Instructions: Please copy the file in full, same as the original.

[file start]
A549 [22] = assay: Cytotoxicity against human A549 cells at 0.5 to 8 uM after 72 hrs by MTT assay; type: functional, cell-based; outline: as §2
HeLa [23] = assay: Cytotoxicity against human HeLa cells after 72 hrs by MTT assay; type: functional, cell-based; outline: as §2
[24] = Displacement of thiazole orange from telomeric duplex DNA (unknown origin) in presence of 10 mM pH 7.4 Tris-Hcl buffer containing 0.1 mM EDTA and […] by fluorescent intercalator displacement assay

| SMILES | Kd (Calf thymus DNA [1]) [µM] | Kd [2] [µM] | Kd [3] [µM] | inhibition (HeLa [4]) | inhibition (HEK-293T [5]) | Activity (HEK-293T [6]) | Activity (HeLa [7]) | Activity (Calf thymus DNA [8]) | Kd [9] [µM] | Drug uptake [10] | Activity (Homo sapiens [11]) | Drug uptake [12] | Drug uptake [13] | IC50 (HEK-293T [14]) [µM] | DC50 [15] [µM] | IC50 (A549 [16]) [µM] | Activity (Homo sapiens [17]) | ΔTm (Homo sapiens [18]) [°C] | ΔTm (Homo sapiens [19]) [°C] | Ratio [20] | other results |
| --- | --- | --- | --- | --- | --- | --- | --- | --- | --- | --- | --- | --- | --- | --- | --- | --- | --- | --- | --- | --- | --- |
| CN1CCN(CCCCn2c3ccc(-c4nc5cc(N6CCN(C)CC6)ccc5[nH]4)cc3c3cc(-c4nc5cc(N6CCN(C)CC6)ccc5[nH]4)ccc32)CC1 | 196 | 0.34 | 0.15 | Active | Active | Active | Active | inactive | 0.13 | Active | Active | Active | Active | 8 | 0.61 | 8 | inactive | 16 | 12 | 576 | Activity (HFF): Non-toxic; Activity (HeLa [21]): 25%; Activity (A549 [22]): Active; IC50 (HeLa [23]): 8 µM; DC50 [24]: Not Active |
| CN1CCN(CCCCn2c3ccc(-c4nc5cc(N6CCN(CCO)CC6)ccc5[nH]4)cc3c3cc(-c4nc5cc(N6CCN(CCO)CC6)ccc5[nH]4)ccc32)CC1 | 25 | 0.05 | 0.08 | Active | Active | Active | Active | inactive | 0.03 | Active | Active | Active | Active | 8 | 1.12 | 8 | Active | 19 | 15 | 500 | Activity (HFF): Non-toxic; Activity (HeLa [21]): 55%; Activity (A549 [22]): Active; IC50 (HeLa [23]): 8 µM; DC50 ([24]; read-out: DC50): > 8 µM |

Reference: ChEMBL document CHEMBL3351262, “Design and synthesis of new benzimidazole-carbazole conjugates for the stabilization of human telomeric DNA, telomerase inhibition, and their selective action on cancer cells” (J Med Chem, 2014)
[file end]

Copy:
A549 [22] = assay: Cytotoxicity against human A549 cells at 0.5 to 8 uM after 72 hrs by MTT assay; type: functional, cell-based; outline: as §2
HeLa [23] = assay: Cytotoxicity against human HeLa cells after 72 hrs by MTT assay; type: functional, cell-based; outline: as §2
[24] = Displacement of thiazole orange from telomeric duplex DNA (unknown origin) in presence of 10 mM pH 7.4 Tris-Hcl buffer containing 0.1 mM EDTA and […] by fluorescent intercalator displacement assay

| SMILES | Kd (Calf thymus DNA [1]) [µM] | Kd [2] [µM] | Kd [3] [µM] | inhibition (HeLa [4]) | inhibition (HEK-293T [5]) | Activity (HEK-293T [6]) | Activity (HeLa [7]) | Activity (Calf thymus DNA [8]) | Kd [9] [µM] | Drug uptake [10] | Activity (Homo sapiens [11]) | Drug uptake [12] | Drug uptake [13] | IC50 (HEK-293T [14]) [µM] | DC50 [15] [µM] | IC50 (A549 [16]) [µM] | Activity (Homo sapiens [17]) | ΔTm (Homo sapiens [18]) [°C] | ΔTm (Homo sapiens [19]) [°C] | Ratio [20] | other results |
| --- | --- | --- | --- | --- | --- | --- | --- | --- | --- | --- | --- | --- | --- | --- | --- | --- | --- | --- | --- | --- | --- |
| CN1CCN(CCCCn2c3ccc(-c4nc5cc(N6CCN(C)CC6)ccc5[nH]4)cc3c3cc(-c4nc5cc(N6CCN(C)CC6)ccc5[nH]4)ccc32)CC1 | 196 | 0.34 | 0.15 | Active | Active | Active | Active | inactive | 0.13 | Active | Active | Active | Active | 8 | 0.61 | 8 | inactive | 16 | 12 | 576 | Activity (HFF): Non-toxic; Activity (HeLa [21]): 25%; Activity (A549 [22]): Active; IC50 (HeLa [23]): 8 µM; DC50 [24]: Not Active |
| CN1CCN(CCCCn2c3ccc(-c4nc5cc(N6CCN(CCO)CC6)ccc5[nH]4)cc3c3cc(-c4nc5cc(N6CCN(CCO)CC6)ccc5[nH]4)ccc32)CC1 | 25 | 0.05 | 0.08 | Active | Active | Active | Active | inactive | 0.03 | Active | Active | Active | Active | 8 | 1.12 | 8 | Active | 19 | 15 | 500 | Activity (HFF): Non-toxic; Activity (HeLa [21]): 55%; Activity (A549 [22]): Active; IC50 (HeLa [23]): 8 µM; DC50 ([24]; read-out: DC50): > 8 µM |

Reference: ChEMBL document CHEMBL3351262, “Design and synthesis of new benzimidazole-carbazole conjugates for the stabilization of human telomeric DNA, telomerase inhibition, and their selective action on cancer cells” (J Med Chem, 2014)